What makes a brand valuable? What makes it stand out among the millions of food and beverage (F&B) brands battling for the consumer’s attention?
For 2023, Coca-Cola retained its top position as the world’s most valuable and strongest nonalcoholic beverage brand, based on the ranking made by Brand Finance, a leading global brand valuation consultancy. Valued at $33.5 billion, Coca-Cola continues to reign supreme, thanks to its global familiarity and reputation. For the food brand category, Brand Finance says Nestlé continued to savor success as the world’s most valuable brand. Its value went up by 8 percent to $22.4 billion and continues to steadily increase this year due to strong sales growth across its extensive and varied portfolio.
“With a rich history, iconic brand story and a steadfast dedication to customer experience and satisfaction, Coca-Cola has remained a global leader. The brand continues to boost its international reputation and capture the loyalty of generations across the globe through ingenious and powerful marketing campaigns, product evolutions and innovative digital strategies,” says Savio D’Souza, valuation director at Brand Finance.
As Coca-Cola sipped success in terms of valuation, it also cemented its position as the world’s strongest nonalcoholic drinks brand, with an AAA+ rating (extremely strong) and a Brand Strength Index score of 89.6 out of 100. Coca-Cola also has the highest Sustainability Perceptions Value (SPV) at $4.6 billion, thanks to its ambitious sustainability agenda. The brand aims to make 100 percent of its packaging recyclable globally by 2025 and use at least 50 percent recycled material by 2030.
However, Brand Finance cautions that “the brand’s position at the top of the SPV table is not an assessment of its overall sustainability performance, but rather indicates how much brand value it has tied up in sustainability perceptions.”
Red Bull (with a brand value of $7 billion), Monster ($6.8 billion) and Gatorade ($4.9 billion) also maintained their hold on the top 10 ranks amid the rise in energy drink consumption to fuel busy and active lifestyles after the pandemic.
Red Bull, which ranked as the third most valuable nonalcoholic drinks brand, also remained one of the world’s most recognizable drinks brands with its unique brand identity, catchy slogan and enormous global presence fueled by its various sporting endorsements.
Not to be outdone, caffeine-craving consumers made Nespresso the fastest-growing nonalcoholic drink. Nespresso, whose brand value soared 208 percent since the pandemic, is making its presence felt as more customers seek a more premium coffee experience at home.
“With its emphasis on quality and luxury, Nespresso became a popular choice. The brand has continued to boost its premium perceptions and global reputation with its innovative range of coffee machine and capsule offerings, as well as its sustainability initiatives,” the report says.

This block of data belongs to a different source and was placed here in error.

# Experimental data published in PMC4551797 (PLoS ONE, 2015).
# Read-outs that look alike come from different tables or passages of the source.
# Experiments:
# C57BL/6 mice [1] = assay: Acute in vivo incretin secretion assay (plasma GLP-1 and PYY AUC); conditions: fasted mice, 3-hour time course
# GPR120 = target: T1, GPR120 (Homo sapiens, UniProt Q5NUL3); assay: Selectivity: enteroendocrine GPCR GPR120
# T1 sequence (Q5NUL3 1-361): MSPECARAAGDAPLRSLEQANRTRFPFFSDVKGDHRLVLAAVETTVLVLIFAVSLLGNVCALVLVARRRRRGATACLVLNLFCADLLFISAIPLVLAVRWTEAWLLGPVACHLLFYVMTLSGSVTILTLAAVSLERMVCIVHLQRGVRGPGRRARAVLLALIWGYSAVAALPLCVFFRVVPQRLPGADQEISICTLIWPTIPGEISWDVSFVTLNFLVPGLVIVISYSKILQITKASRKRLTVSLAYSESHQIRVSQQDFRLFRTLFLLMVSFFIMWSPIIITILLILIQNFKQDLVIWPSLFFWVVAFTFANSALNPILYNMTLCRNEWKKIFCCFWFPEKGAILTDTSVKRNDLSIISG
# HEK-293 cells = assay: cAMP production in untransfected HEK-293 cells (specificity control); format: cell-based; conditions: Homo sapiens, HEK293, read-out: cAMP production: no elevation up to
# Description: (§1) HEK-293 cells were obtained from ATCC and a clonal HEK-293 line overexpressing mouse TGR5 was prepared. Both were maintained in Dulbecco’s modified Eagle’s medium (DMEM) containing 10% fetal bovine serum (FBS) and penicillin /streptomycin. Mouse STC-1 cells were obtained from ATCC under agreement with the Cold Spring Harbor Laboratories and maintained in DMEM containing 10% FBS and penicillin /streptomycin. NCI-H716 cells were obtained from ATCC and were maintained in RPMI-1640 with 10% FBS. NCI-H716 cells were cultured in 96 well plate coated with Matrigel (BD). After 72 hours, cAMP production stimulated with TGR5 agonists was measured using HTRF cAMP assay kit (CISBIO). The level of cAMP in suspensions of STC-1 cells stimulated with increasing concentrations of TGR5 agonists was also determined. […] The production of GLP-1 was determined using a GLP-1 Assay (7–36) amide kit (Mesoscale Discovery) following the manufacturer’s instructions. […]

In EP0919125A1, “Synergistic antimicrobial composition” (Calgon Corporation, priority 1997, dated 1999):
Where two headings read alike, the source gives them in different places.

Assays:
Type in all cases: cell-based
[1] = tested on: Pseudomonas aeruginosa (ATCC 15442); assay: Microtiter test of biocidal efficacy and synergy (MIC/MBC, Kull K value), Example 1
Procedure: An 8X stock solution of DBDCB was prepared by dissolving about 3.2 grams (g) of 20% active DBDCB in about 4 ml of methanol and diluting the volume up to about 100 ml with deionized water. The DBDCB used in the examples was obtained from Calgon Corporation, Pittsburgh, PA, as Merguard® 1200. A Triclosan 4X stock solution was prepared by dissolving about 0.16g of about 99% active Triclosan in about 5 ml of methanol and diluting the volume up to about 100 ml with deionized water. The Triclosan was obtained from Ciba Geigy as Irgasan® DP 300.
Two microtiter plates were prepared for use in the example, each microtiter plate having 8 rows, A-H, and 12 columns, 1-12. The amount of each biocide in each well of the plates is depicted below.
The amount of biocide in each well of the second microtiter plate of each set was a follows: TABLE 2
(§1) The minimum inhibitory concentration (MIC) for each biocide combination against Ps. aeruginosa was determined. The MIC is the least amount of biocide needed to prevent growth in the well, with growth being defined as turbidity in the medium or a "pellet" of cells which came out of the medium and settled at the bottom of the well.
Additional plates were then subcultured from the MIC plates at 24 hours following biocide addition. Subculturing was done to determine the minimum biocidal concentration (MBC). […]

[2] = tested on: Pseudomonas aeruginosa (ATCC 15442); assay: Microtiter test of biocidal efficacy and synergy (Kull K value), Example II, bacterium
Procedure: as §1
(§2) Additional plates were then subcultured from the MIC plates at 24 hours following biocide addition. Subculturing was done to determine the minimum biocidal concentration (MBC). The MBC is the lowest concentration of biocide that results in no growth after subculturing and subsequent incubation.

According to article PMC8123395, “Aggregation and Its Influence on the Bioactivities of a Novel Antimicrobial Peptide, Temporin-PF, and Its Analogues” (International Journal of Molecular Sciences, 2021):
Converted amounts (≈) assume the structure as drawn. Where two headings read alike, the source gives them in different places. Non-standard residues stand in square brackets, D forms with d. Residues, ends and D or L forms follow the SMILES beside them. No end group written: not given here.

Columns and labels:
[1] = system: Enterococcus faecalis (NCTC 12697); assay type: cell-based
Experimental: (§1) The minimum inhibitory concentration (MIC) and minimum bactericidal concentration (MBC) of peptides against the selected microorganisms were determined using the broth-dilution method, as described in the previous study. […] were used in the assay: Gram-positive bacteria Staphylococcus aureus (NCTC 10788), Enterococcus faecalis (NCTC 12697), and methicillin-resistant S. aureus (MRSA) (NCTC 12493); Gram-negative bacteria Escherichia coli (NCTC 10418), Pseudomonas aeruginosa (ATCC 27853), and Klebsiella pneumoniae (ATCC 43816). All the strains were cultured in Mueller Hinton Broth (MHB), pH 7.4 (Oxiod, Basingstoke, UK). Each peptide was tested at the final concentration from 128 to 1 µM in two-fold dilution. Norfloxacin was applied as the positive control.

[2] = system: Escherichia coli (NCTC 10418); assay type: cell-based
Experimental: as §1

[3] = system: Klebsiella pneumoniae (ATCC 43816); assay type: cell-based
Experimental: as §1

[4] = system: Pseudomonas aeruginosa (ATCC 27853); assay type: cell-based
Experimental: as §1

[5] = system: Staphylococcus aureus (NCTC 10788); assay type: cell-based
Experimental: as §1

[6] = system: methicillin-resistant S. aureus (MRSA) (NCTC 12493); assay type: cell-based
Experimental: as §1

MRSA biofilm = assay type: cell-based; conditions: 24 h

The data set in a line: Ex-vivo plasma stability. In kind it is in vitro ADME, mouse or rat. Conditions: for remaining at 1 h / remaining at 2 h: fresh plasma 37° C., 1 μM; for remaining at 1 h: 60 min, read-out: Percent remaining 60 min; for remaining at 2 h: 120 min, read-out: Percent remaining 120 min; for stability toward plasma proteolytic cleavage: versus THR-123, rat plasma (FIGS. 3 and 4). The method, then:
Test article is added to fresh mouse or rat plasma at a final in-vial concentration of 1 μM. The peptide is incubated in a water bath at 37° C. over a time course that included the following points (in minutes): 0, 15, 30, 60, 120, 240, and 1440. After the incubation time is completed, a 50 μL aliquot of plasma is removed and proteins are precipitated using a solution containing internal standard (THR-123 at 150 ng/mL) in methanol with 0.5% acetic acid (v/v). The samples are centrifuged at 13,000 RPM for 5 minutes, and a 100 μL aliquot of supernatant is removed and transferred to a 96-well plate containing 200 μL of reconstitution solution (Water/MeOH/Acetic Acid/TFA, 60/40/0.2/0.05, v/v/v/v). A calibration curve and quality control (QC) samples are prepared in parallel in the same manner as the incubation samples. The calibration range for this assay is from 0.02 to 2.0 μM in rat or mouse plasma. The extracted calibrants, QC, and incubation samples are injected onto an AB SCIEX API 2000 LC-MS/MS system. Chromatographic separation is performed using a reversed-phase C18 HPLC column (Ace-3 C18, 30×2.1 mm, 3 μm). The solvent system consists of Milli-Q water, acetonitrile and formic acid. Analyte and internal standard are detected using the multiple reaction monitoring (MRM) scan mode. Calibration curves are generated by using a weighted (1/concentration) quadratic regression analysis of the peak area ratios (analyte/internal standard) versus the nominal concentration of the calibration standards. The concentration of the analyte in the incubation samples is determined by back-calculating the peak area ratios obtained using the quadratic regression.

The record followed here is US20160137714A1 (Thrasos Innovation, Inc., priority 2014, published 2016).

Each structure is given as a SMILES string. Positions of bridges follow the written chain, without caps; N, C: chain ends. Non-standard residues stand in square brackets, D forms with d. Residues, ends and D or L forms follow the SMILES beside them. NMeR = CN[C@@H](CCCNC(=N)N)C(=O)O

Top food brands
“As an iconic global brand, Nestlé continues to raise the bar, setting new benchmarks for the industry and inspiring trust among consumers worldwide. With a rich heritage and a portfolio of trusted brands, Nestlé has built a legacy of success and an unmatched global reputation, enhanced by its enduring dedication to creating a healthier and more sustainable future for all,” says D’Souza.
Nestlé recently expanded its plant-based portfolio with the introduction of a new milk alternative. The brand also launched its first-ever Nescafé Ice Roast coffee, designed to satisfy rising consumer demand for iced coffee at home.
The Swiss giant also has the highest SPV at $1.35 billion. According to the report, “[Nestlé’s] ongoing commitment to environmental and social responsibility, responsible sourcing and nutrition has contributed to its global perception as a sustainable company.”
Yii, a Chinese dairy brand, retained its position as the second most valuable food brand in the world. Its brand value of $12.4 billion is attributed to strong customer loyalty in its local market.
Snack brands also saw strong brand value growth. This year’s top five snack brands (Lay’s, Doritos, Want Want, Cheetos and Tostitos) increased their brand values by an average of 40 percent. A notable performer is Lay’s ($11.1 billion), which also retained third place position in the Food 100 ranking overall.
As the demand for healthy options continues to increase postpandemic, it is no surprise that Healthy Choice, a frozen food brand owned by ConAgra Foods, debuted into this year’s Food 100 ranking. Its brand value went up by 190 percent, or $1.2 billion this year. The increasing pressure to manufacture and promote more nutritious offerings, coupled with resilient demand for frozen foods, enormously benefited the brand.
Consumer’s sweet tooth did not disappoint. Hershey, the 125-year-old American confectionary giant, is still the strongest food brand with an AAA+rating. Also, Hershey scored 91 out of 100 in the brand strength index, an impressive feat despite increased inflation rates and supply chain disruptions.
In its annual ranking of brands from food and nonalcoholic drinks across all sectors and countries, BrandFinance gathered 5,000 of the world’s biggest brands, put them to the test and shortlisted the most valuable and strongest brands.
The methodology used by Brand Finance called royalty relief is defined as “the value a company would be willing to pay to license its brand as if it did not own it. This approach involves estimating the future revenue attributable to a brand and calculating a royalty rate that would be charged for the use of the brand.”